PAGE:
Mike functions as the General Manager and handles sales with existing clients. “We’ve got customers I’ve known for 20 or 30 years and they are primarily the people I work with,” he says. Mike has continuous interaction with John and his head salesman, Galen Smith, who started with the company after graduating from high school and has worked his way up the ladder. “I’ve done every job here, and that’s what has helped me with sales,” he says. “I can go up to a building and tell the owner exactly what will and won’t work, what looks best and what’s within our capabilities.”
John and Galen, along with John’s sister DeAnne Hobson, the Fabric Shop Superintendent & Graphics Specialist, have all been with the company for 20 years or more, and Mike credits that group with much of the company’s success. That kind of staff longevity, along with the dedication and work ethic of all of the Merrillville Awning staff, have helped Mike and Nita grow a strong, resilient business. “That’s the cool thing about our employees,” Nita says. “Everybody shares each other’s job and it’s all hands on deck when it needs to be. Nobody ever says, ‘That’s not my job.’ We’re all in this together.”
Merrillville Awning takes its projects from design through manufacturing in two buildings totaling 15,000 square feet of space. Although the recession “took the company to its knees,” by 2015, it had made a full recovery. “We had a record year last year and were on our way to one this year before COVID-19—our first quarter was going to be a record quarter,” Mike says. To mitigate a potential slowdown in work, the company started taking on some residential clients again. “I made the decision to take every phone call,” Mike says. “But it hasn’t been as bad as we thought it would be because new construction hasn’t stopped.” This includes some new work for several Indiana hospitals where the company has created sneeze guards. “We made a prototype of a clear, vinyl wall frame and took a photo of it protecting our entrance and foyer and I sent it to all of my hospital connections,” Mike said. “I got a call from a contractor asking if we could make some clear sliding doors for five emergency room openings.” Those doors were installed at Franciscan Health Emergency Department Hammond (Franciscan) along with sneeze guards for counters and reception areas in three Franciscan facilities in Northwest Indiana.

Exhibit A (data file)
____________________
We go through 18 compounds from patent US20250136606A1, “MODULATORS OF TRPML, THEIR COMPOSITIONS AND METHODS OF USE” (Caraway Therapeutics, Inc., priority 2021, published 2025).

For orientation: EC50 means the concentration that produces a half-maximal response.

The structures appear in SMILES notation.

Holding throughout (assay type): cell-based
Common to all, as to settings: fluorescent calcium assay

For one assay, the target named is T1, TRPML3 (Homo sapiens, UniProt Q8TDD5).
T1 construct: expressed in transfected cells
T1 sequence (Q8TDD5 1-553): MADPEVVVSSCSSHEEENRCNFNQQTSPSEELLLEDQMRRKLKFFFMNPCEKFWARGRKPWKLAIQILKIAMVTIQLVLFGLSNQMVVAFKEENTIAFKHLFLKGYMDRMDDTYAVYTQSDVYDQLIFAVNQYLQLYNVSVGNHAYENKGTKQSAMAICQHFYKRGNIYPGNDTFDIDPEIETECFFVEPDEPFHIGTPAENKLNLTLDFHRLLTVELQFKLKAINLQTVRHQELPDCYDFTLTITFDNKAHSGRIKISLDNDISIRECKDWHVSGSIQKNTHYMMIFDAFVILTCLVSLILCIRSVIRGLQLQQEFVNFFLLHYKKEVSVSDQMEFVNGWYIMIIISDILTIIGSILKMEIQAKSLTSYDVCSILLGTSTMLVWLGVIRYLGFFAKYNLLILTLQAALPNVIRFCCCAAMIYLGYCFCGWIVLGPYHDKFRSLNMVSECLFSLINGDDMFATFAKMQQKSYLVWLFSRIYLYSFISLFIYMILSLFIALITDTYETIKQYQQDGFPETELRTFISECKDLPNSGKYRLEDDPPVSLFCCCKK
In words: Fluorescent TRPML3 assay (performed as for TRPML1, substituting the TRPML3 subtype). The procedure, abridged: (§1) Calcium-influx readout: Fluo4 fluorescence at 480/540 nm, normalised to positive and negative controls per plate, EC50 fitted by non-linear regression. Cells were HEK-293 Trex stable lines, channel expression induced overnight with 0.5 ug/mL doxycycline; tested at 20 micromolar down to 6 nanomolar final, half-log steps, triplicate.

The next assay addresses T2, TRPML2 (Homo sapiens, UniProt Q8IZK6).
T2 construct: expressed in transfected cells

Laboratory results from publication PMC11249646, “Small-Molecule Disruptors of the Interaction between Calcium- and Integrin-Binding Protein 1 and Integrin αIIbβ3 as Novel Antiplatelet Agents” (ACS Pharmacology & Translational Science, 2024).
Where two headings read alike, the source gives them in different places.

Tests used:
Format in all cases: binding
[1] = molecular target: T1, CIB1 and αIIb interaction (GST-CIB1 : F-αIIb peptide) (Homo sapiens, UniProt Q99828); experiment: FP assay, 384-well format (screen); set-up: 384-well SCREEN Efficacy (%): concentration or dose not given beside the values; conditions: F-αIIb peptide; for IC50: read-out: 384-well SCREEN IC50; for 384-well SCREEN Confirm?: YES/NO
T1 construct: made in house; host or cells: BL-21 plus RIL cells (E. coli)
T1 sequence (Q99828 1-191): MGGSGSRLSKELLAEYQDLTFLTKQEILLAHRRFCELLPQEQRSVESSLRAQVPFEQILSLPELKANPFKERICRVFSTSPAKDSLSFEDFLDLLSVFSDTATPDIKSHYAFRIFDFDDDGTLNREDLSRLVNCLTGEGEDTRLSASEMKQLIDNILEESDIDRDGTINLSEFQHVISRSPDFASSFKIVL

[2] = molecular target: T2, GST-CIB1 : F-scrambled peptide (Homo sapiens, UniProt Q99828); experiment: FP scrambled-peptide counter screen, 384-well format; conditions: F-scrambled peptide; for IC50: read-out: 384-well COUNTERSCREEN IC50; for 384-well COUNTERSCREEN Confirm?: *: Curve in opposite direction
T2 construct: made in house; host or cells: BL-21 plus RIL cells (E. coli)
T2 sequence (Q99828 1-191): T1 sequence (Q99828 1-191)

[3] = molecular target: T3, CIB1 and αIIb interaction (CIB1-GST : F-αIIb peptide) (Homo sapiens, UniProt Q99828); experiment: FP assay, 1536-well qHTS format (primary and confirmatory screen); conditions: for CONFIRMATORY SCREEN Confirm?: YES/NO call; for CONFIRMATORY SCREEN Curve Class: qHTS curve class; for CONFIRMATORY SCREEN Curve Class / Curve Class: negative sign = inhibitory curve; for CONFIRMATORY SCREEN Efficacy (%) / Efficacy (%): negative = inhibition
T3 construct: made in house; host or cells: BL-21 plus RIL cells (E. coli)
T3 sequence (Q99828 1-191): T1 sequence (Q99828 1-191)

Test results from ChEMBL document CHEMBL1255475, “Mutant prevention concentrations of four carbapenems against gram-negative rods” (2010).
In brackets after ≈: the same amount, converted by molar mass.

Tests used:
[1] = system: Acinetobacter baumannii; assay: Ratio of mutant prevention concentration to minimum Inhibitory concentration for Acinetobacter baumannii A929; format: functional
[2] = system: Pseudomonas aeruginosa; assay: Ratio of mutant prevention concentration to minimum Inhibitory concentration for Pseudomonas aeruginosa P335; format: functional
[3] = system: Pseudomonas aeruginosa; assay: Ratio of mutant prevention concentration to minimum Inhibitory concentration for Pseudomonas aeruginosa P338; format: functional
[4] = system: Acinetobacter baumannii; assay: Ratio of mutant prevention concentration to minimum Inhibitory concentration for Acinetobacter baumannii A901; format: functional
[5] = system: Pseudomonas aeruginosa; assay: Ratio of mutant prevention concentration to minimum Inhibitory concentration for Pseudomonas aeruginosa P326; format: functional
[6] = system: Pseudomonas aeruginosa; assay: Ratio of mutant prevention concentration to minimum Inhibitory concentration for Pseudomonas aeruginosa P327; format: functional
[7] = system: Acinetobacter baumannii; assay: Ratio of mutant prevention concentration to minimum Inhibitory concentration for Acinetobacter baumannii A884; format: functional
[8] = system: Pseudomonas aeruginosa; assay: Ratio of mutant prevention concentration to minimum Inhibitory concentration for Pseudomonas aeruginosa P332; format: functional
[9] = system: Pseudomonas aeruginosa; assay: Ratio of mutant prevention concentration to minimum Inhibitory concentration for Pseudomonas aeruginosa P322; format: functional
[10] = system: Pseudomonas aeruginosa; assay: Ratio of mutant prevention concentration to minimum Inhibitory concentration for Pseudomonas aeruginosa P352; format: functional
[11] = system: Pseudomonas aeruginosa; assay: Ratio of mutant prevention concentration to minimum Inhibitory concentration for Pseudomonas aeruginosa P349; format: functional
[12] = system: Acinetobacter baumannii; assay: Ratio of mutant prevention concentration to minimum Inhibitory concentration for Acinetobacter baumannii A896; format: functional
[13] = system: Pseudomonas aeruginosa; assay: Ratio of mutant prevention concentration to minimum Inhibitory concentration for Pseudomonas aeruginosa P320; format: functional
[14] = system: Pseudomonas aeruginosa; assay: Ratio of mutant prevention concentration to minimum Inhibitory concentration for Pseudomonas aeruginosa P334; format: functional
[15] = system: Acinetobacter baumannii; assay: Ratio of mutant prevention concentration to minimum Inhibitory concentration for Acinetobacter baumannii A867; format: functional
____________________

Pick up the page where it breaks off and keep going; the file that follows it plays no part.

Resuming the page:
Relentless Pursuit of Excellence
Mike and Nita credit the life lessons Mike learned while working with his father for much of how they run the company today. “Some of our core values are really obvious,” Mike says. “Honesty is one of them, of course. But also, a relentless pursuit of excellence.” He goes on to explain how early in his career he read, “In Search of Excellence,” the 1982 bestseller by Thomas J. Peters and Robert H. Waterman Jr. From that book, he began to see the business world with a different lens. “I knew as a salesman that I was marketing my business at all times and needed to do that with excellence. I’ve carried that with me throughout the course of time.”
Mike also believes that the key to success in any organization is teamwork. He learned this as captain of the hockey team at Mount Carmel High School in Chicago in 1975. “Another key core value is emphasis on team. When we have issues, we move on instead of pointing fingers. We’re friendly and customers tell me how nice our staff is; we all get along.”
Finally, there’s the creative component, using innovation to tackle complex projects, from design to installation. “Sometimes getting a project to fit on a building is like making a silk purse out of a sow’s ear. We’re good at that. We can show customers solutions that they aren’t able to see and save them from spending crazy amounts of money,” Mike says. “We get to see our work and how it helps our clients draw business in. It’s just a fun profession to be in!”